To everything there is a season, but it seems to me the recent deaths of some of the writing world’s ultimate greats has been a longer and more brutal season than usual. In the past few months we’ve seen the lives of Maurice Sendak, Adrienne Rich, Ray Bradbury and Nora Ephron come to the end of their final chapter, and I can’t help but feel an overwhelming sentiment for the path they paved and the lessons they taught.
As late 20-somethings, we’re probably coming to a time in our lives where we have to face the fact that heroes get old. Role models that once were everything can be gone in an instant, leaving the question of who do we look up to now? But the nice thing about writers is that their greatest works are committed to the page. And though paper ages, stories can be told forever.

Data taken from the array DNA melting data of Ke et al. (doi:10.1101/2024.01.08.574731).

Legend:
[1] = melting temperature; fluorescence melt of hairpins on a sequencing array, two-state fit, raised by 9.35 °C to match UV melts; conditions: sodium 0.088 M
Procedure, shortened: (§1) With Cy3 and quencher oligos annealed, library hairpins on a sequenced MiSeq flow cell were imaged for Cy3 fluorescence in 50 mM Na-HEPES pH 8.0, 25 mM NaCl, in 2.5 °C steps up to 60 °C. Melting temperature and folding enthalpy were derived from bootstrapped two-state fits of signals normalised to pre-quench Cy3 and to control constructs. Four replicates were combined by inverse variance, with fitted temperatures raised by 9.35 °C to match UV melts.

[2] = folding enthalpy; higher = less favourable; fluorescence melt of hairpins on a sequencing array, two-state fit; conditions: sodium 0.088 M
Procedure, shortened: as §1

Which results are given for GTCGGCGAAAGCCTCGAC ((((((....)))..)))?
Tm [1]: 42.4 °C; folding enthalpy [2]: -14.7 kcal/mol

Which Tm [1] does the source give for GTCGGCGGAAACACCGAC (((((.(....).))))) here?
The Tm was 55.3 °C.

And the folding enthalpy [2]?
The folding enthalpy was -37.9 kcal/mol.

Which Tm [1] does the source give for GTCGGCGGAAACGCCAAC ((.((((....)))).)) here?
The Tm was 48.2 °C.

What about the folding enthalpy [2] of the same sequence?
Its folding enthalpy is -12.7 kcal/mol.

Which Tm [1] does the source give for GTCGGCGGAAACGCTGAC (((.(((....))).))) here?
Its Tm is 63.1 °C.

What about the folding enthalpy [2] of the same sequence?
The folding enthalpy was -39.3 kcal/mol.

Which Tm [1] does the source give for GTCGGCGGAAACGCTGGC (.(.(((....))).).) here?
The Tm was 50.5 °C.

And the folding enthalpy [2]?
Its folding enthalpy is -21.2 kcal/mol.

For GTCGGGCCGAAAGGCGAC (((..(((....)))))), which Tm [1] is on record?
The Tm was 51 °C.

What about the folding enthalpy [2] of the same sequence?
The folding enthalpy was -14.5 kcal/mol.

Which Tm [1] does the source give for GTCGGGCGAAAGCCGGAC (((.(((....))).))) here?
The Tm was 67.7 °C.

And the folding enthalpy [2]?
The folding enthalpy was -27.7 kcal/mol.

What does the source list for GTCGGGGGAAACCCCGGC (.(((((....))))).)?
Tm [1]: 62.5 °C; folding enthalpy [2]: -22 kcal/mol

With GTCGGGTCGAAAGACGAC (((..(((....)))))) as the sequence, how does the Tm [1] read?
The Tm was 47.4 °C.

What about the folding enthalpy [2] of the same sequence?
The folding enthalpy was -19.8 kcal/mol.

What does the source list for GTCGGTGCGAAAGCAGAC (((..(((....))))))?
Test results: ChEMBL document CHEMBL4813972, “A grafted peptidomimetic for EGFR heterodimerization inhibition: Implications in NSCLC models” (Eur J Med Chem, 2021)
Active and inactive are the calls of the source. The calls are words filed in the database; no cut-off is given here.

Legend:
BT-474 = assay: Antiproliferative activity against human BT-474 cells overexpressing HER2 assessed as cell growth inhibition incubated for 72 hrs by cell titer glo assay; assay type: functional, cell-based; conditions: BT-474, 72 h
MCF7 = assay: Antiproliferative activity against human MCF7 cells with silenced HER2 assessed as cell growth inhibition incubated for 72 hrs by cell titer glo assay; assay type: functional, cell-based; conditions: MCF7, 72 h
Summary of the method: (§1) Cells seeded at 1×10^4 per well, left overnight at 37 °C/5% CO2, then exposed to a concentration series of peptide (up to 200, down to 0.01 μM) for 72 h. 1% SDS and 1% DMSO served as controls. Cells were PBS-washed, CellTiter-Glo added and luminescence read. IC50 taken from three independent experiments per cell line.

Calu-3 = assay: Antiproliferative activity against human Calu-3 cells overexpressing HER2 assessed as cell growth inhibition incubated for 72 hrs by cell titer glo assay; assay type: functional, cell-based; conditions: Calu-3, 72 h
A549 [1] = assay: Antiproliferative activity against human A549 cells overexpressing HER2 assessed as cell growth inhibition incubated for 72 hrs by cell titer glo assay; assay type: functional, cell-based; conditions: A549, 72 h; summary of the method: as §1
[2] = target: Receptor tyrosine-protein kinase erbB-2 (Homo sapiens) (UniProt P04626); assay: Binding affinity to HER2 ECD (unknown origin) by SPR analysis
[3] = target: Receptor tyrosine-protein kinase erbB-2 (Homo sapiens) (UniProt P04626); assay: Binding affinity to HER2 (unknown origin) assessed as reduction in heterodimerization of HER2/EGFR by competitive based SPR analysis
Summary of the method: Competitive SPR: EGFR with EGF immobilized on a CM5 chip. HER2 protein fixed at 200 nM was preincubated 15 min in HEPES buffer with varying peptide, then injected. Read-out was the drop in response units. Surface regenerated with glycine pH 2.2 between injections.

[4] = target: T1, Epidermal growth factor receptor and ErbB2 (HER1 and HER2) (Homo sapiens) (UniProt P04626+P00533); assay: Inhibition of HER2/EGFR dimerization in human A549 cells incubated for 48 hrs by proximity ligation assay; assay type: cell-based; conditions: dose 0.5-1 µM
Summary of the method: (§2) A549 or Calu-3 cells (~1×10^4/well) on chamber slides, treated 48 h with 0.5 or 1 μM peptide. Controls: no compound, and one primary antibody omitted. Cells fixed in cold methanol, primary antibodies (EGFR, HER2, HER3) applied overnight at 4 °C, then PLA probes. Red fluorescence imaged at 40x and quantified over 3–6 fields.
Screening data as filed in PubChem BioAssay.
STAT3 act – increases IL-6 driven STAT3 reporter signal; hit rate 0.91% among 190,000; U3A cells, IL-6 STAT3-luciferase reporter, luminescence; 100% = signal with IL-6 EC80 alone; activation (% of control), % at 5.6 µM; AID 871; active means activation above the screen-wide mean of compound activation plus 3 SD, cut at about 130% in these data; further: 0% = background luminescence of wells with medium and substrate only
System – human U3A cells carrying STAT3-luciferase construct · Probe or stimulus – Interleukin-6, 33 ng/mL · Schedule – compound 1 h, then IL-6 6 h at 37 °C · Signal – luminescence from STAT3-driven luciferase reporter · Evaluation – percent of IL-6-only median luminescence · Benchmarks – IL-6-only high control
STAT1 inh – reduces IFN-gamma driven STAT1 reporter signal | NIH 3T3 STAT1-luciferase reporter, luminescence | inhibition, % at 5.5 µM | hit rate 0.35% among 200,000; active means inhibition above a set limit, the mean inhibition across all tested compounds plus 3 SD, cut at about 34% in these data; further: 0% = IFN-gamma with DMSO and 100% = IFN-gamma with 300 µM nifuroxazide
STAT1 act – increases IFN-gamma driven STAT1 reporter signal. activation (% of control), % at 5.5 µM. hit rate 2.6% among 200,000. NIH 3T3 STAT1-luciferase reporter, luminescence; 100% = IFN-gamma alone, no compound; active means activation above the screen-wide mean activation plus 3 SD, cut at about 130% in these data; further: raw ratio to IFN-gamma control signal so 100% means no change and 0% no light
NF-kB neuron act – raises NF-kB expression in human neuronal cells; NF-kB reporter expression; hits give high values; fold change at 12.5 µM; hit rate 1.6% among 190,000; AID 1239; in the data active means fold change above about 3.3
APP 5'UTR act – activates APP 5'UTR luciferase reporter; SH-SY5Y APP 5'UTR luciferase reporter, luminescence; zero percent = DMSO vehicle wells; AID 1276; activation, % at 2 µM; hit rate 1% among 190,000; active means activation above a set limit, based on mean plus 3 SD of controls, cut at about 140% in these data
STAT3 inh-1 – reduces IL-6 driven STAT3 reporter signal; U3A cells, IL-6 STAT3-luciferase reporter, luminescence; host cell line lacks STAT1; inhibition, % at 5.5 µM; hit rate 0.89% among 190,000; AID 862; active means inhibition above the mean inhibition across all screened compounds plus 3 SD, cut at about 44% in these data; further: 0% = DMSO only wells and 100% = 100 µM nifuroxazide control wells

So, where Sendak was the master of childhood fantasy, Rich’s poems were dark and raw. Bradbury’s works were literally “out of this world,” while Ephron brought a simple realness and honesty to everything she touched. All were glaringly different, yet similar in their love of the written word.
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